Opposition parties slammed the government after Auditor-General Kimi Makwetu revealed the “disappointing” audit outcomes for the 2018/2019 financial year for provincial and national governments on Wednesday.
Makwetu said political leaders, accounting officers and authorities as well as oversight structures “must take immediate action to restore the government’s accountability to the people of South Africa”.
“This could be done by acting on the outcomes of the recent audits, dealing effectively with material irregularities [Mis] that have been identified, and implementing preventative controls to turn the tide of undesirable stewardship over public funds,” he added.
His report, titled Act Now on Accountability, reveals “disappointing” audit results for 2018/2019 and “slow progress” over the five previous financial years.
Makwetu attributed the stunted growth to the desired audit outcomes largely to those charged with governance being slow to implement, or totally disregarding, audit recommendations made by his office.
DA spokesperson on cooperative governance and traditional affairs Haniff Hoosen said the report was a “clear indication that all the tough talk on cleaning-up government is nothing more than hot air which has amounted to nothing”.
“The Auditor-General report has indicated that irregular expenditure at government departments increased from R51bn in the 2017/2018 financial year, to an alarming R62.6bn in the current financial year,” he said according to a statement.
“Despite the sorry state of our economy and joblessness, national departments continue to squander money without a shred of accountability,” said Hoosen.
“Fat cat officials are recklessly abusing the public coffers through irregular expenditure while our communities are left wanting on the projects and infrastructure they so desperately deserve.”
He said to make matters worse, not a single state-owned entity received a clean audit.
“This begs the question why the government continues to waste public monies to bail out entity after entity when they cannot even be trusted to utilise the monies effectively?”
He said the government needed to get serious about cleaning up the rot before it was too late.
The DA was quick to point out that the Western Cape, the only province it governs, was regarded as having the best audit outcomes.
“Effective and efficient governance is possible in South Africa as demonstrated by the Democratic Alliance,” Hoosen said.
“The Auditor-General went so far as to commend the political and administrative leadership of the province for this noteworthy achievement.”
Western Cape Finance MEC David Maynier said in a statement: “These audit outcomes reflect a continued effort to not only prioritise good governance, but also to be constantly seeking to improve in the way we manage provincial finances.
“We are proud to have maintained our reputation as the best performing province in South Africa, and we will continue to work hard for those living in the Western Cape.”
IFP spokesperson on finance and public enterprises Mzamo Buthelezi said the AG’s report was “reason enough to kick-start the process of selling off what we cannot afford”.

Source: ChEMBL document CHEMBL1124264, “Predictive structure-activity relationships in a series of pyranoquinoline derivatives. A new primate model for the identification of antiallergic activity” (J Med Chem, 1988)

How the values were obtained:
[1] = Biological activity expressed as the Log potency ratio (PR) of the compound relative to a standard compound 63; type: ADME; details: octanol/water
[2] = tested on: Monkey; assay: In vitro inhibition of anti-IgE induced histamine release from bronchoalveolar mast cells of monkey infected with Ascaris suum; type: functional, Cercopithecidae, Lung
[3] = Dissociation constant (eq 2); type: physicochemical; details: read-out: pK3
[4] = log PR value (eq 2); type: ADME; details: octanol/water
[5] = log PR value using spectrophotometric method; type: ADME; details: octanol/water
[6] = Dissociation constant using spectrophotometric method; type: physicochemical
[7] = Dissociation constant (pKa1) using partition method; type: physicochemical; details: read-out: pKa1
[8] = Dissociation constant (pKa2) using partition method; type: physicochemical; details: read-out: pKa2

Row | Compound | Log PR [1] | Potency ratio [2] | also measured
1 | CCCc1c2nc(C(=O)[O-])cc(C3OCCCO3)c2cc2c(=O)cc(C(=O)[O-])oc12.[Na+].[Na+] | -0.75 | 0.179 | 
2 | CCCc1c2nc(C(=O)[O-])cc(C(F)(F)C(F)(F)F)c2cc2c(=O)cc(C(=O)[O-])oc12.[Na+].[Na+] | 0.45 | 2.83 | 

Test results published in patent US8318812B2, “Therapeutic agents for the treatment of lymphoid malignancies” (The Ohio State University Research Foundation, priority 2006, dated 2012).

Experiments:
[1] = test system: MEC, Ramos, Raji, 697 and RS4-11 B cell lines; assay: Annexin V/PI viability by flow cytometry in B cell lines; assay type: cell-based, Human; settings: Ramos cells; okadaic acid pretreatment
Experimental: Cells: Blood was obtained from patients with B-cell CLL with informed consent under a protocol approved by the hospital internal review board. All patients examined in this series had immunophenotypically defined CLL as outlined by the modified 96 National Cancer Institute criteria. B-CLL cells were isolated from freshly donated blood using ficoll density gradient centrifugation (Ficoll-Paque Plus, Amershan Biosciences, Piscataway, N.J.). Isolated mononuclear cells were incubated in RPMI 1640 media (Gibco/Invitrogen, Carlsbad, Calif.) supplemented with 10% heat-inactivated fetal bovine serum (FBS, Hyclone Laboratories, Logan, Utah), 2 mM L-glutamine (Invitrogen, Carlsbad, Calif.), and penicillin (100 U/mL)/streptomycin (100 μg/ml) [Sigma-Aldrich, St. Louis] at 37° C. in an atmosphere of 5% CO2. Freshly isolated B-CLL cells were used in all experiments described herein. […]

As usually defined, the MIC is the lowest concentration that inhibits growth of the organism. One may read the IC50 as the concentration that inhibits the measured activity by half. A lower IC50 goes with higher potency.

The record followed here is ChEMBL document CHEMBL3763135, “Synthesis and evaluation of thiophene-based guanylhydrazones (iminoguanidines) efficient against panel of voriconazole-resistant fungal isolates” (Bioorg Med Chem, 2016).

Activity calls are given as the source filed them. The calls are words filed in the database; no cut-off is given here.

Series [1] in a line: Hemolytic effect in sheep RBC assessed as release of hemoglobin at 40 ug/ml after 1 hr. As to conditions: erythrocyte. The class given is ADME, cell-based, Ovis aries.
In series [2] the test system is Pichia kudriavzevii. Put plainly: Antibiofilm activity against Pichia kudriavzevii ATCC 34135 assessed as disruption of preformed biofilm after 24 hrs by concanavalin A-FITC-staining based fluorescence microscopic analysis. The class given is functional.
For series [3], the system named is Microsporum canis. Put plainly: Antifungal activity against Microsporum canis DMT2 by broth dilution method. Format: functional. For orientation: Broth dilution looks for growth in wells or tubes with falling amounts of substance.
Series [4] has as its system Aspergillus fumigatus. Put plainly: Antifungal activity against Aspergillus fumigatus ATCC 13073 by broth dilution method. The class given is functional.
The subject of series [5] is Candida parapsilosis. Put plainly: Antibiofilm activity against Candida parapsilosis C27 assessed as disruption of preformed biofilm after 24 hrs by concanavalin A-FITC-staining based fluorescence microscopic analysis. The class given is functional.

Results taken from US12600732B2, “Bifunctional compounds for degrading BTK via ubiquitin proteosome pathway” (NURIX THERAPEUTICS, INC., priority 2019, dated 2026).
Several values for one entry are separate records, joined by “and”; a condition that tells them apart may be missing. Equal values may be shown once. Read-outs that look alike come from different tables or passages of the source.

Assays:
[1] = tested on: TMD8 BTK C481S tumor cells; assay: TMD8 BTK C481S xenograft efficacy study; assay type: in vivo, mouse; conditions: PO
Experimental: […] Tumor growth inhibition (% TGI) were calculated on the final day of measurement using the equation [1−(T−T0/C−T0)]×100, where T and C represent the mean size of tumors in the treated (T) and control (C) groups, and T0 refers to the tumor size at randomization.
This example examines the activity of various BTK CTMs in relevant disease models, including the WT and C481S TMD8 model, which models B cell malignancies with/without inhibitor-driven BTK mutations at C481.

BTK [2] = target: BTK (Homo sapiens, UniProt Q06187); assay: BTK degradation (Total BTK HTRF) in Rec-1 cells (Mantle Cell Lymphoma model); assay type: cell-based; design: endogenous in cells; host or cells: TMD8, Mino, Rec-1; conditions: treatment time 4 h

“It is high time that the country reopens the debate on the partial privatisation of SOEs which have drained the state coffers and continue to abuse resources which could be better spent in delivering dignified, quality, effective and efficient services to all South Africans,” he said in a statement.
“It is unfathomable that we are bleeding billions against the already austere and grim backdrop of sluggish economic growth and the ever-increasing debt-to-GDP bill.
“We simply cannot, year-on-year, report and condemn financial year-end results and then think that it is OK to turn around and condone gross neglect, the rot of corruption and underperforming entities.
“In striving for excellence, we must shake off the culture of mediocrity we have accepted from the government, SOEs and private companies.”
The FF Plus’ spokesperson on finance, Wouter Wessels, said in a statement South Africa had good legislation for financial management, but the ANC had failed to adhere to the legal prescripts.
“It is clear that the ANC government only sees the legal prescripts as guidelines and don’t do what is expected of it. Officials are also not held accountable,” Wessels added.
“The audit reports paint a grim picture of regress and is in line with the reality of poor service delivery and the complete decline of the financial position of South Africa as a whole.”
He said action must be taken against the officials who did not obey the law and that departments must be turned around.
“It is, however, clear that the ANC doesn’t have the political will or capacity to do this.”
The chairperson of parliament’s standing committee on the auditor-general, Sakhumzi Somyo, expressed his concern about the audit outcomes.
“It is very concerning that irregular expenditure has increased from R51bn in the previous financial year to R62bn. The committee understands that this figure could even be higher due to the fact that some contracts could not be audited due to missing information,” he said in a statement.
He added this showed there was a lack of adherence to the Public Finance Management Act and in some cases possible financial mismanagement by those who had been entrusted to manage the public purse. “The committee is also concerned with the increase in fruitless and wasteful expenditure.
“The AG paints a bleak picture by these results at a time when the country should be prudent in how it spends taxpayers’ money. The committee hopes that institutions that are tasked with holding the national and provincial governments accountable will be able to tackle the root causes that lead to these kind of results so that the country can eventually see a decline in irregular, fruitless and wasteful expenditure,” Somyo said.